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They're out there... the single worst enemy of any successful or would-be-successful business.

I'm talking about the highest-paid person's opinion (HiPPOs). HiPPOs have created a lot of trouble recently. Experiences indicate that—from Wall Street to Main Street and at all points in between—being paid a lot of money doesn't necessarily correlate with having the right answer.

Of course, nobody would ever acknowledge that their organization only relies on the boss's opinion to make decisions, but in many cases, that's exactly what is happening. Ask yourself the question, "Do we tend to sit around a table arguing before reaching an 'agreement'?" If the answer is "yes," chances are that one way or another you are a victim of the HiPPO.

Collaborating is key in business success, and it's bad for business when everyone relies on one opinion, neglecting facts and data.

The Real-World Problem

Consider a mobile business wondering when to ask a user to opt-in for push notifications. That might seem like a small decision, but it has major implications. The greater number of users who opt-in exponentially increases marketing effectively down the line. When is the right time to ask the user to agree to an opt-in?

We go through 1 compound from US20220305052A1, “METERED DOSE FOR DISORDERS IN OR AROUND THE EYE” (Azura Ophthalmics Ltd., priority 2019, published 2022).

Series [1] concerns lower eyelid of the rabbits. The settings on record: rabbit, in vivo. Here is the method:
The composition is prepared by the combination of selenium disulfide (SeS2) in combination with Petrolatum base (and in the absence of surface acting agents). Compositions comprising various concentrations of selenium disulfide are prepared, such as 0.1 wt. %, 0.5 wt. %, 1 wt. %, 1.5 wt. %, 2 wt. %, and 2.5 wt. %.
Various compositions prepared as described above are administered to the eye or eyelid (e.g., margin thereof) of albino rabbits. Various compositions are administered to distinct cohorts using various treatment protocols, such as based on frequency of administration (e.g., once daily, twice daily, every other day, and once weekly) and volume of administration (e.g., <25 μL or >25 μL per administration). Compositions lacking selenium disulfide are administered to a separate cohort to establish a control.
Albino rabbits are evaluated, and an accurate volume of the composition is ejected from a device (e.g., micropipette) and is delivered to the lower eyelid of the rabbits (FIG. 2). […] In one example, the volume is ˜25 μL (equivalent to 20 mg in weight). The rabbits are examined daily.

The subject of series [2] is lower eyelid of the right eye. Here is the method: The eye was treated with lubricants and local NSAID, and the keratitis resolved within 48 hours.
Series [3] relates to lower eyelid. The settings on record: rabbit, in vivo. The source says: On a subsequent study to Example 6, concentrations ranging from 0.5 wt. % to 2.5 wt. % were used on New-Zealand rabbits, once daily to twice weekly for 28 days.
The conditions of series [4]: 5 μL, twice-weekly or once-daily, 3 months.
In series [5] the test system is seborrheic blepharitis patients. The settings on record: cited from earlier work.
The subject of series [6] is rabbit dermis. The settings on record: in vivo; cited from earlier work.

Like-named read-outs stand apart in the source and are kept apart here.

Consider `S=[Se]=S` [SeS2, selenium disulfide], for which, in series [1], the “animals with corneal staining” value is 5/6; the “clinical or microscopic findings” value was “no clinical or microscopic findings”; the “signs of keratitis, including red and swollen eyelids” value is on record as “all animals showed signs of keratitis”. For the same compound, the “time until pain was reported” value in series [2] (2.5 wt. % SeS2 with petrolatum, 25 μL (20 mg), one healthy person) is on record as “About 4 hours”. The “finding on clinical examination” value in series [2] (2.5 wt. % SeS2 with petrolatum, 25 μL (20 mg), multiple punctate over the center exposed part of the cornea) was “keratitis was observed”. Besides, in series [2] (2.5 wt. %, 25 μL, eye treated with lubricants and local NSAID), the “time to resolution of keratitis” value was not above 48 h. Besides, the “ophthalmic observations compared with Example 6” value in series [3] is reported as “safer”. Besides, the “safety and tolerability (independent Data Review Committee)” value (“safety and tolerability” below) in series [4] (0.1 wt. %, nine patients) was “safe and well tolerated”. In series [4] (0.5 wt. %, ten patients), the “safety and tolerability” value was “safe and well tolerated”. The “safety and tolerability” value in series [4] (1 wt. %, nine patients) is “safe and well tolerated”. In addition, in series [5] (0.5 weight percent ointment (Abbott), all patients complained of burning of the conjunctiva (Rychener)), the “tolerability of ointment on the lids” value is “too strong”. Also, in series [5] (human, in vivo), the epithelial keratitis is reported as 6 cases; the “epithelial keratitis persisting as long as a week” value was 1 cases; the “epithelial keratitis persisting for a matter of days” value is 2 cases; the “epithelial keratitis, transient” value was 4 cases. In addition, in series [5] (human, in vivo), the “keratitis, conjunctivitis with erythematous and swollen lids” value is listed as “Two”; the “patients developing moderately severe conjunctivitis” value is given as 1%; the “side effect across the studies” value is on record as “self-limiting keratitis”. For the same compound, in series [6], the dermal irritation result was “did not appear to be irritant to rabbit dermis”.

One school of thought would recommend moments after install because that's when you have the largest amount of users available. On the other hand, asking the question at that point is a little like walking up to people on the street and asking for their number. They don't know you, and you haven't given them the opportunity to get to know you, decreasing your chance of success.

Perhaps, then, we should wait. We will have fewer users to ask the question to (user churn is high in mobile apps after all), but by now they know us, trust us, and are more likely to say yes.

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image of Hugh Reynolds

Hugh Reynolds is CEO and co-founder of Swrve.

LinkedIn: Hugh Reynolds 

Twitter: @hughreynolds